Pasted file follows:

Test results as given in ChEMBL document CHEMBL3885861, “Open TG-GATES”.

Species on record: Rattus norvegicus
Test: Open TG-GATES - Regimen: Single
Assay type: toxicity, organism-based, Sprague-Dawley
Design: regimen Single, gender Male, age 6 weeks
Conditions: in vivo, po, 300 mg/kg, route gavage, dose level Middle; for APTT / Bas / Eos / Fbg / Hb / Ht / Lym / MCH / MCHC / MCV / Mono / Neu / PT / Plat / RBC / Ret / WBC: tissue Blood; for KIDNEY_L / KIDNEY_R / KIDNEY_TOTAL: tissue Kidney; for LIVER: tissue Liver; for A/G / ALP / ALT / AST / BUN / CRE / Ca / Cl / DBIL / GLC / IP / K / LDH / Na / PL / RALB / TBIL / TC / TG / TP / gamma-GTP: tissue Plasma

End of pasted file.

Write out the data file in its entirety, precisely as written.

Test results as given in ChEMBL document CHEMBL3885861, “Open TG-GATES”.

Species on record: Rattus norvegicus
Test: Open TG-GATES - Regimen: Single
Assay type: toxicity, organism-based, Sprague-Dawley
Design: regimen Single, gender Male, age 6 weeks
Conditions: in vivo, po, 300 mg/kg, route gavage, dose level Middle; for APTT / Bas / Eos / Fbg / Hb / Ht / Lym / MCH / MCHC / MCV / Mono / Neu / PT / Plat / RBC / Ret / WBC: tissue Blood; for KIDNEY_L / KIDNEY_R / KIDNEY_TOTAL: tissue Kidney; for LIVER: tissue Liver; for A/G / ALP / ALT / AST / BUN / CRE / Ca / Cl / DBIL / GLC / IP / K / LDH / Na / PL / RALB / TBIL / TC / TG / TP / gamma-GTP: tissue Plasma